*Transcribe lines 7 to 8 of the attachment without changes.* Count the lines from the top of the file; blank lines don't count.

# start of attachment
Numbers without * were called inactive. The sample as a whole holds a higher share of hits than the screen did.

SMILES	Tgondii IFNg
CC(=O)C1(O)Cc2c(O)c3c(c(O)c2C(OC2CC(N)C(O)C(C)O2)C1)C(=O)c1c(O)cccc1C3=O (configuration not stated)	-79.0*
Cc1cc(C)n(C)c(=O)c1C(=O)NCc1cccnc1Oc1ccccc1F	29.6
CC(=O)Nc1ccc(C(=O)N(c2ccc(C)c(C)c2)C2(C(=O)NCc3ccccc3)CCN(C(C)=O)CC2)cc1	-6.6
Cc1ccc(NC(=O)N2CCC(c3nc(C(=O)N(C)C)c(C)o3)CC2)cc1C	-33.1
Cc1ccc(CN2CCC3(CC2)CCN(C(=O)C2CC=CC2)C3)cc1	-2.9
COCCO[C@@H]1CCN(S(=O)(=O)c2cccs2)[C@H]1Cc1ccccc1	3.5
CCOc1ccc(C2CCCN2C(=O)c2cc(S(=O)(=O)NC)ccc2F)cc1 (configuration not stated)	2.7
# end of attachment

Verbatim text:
Cc1ccc(CN2CCC3(CC2)CCN(C(=O)C2CC=CC2)C3)cc1	-2.9
COCCO[C@@H]1CCN(S(=O)(=O)c2cccs2)[C@H]1Cc1ccccc1	3.5